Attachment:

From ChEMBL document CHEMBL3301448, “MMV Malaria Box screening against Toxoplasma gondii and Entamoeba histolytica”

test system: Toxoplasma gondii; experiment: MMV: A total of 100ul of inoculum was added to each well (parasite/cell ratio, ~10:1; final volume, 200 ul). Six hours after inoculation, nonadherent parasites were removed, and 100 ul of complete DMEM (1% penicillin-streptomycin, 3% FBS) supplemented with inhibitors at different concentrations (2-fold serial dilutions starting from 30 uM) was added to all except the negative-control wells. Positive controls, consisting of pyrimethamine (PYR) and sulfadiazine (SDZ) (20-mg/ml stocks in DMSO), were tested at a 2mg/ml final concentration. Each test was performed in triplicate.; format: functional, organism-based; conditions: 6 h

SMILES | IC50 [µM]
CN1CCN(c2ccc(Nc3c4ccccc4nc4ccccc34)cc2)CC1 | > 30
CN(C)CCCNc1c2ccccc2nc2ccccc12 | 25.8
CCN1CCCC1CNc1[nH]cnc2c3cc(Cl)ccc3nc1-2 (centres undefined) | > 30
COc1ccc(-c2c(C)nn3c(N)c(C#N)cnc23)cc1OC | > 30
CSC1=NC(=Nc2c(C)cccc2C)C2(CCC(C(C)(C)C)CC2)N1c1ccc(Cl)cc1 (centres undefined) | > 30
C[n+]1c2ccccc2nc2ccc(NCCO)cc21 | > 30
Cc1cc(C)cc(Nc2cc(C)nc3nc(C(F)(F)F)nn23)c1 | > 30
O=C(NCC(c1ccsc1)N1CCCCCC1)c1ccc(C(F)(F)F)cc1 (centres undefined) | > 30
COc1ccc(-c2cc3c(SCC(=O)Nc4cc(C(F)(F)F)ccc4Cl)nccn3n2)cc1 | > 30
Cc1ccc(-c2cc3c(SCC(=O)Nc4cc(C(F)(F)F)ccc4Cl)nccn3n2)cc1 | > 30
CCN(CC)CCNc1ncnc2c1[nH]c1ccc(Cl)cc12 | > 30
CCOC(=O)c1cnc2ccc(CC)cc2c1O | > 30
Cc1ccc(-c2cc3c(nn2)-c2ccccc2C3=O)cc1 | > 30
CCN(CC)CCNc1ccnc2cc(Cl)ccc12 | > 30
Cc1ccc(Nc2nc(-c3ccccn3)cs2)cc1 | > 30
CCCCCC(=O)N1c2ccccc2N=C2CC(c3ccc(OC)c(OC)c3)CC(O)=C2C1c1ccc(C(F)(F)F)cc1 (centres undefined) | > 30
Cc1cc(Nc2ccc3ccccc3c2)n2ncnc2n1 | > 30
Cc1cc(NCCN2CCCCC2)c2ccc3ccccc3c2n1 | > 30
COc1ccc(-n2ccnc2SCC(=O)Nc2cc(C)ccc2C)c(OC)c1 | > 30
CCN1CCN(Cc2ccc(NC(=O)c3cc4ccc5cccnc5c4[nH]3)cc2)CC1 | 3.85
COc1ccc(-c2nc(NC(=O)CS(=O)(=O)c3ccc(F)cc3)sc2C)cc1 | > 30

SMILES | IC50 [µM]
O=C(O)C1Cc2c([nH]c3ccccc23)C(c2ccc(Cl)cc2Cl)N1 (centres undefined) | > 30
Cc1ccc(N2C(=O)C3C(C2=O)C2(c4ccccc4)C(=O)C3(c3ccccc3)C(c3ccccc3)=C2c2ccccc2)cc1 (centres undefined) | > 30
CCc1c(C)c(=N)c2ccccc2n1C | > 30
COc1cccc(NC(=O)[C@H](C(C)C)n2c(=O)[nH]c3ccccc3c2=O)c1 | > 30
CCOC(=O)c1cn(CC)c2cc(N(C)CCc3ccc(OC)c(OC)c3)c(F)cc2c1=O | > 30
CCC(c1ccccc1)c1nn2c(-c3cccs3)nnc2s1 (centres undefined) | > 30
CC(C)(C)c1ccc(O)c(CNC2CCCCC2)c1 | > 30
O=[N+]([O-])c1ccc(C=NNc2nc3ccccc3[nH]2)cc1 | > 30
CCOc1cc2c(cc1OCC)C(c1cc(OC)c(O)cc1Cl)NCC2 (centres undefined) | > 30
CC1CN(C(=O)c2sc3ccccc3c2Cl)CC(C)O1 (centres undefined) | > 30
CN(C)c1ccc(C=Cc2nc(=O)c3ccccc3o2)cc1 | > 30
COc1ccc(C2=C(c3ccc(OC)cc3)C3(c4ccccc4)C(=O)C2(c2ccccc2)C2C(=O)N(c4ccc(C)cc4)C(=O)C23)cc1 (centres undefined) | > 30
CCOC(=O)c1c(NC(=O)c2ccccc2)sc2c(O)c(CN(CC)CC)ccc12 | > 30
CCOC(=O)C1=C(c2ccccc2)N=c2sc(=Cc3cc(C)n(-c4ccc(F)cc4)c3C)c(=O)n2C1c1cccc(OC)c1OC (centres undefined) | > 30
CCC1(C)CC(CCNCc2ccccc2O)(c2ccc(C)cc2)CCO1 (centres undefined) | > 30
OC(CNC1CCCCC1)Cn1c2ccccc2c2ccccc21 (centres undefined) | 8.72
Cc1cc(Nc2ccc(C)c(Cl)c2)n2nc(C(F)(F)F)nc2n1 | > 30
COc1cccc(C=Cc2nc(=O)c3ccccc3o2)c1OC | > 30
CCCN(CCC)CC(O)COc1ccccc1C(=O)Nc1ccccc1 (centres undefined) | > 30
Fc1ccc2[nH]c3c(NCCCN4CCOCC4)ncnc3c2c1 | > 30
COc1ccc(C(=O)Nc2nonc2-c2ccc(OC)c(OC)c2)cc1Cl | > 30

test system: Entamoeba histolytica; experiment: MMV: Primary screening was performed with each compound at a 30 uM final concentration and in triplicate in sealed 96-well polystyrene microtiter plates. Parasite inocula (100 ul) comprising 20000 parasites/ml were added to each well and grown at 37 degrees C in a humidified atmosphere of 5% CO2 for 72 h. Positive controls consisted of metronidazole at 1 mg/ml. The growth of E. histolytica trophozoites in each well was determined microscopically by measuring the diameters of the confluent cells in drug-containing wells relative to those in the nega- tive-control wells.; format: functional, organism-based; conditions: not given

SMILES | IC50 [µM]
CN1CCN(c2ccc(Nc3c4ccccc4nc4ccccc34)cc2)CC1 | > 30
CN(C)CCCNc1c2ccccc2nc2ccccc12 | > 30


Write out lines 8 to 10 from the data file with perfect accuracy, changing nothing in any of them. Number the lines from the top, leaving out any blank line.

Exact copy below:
CSC1=NC(=Nc2c(C)cccc2C)C2(CCC(C(C)(C)C)CC2)N1c1ccc(Cl)cc1 (centres undefined) | > 30
C[n+]1c2ccccc2nc2ccc(NCCO)cc21 | > 30
Cc1cc(C)cc(Nc2cc(C)nc3nc(C(F)(F)F)nn23)c1 | > 30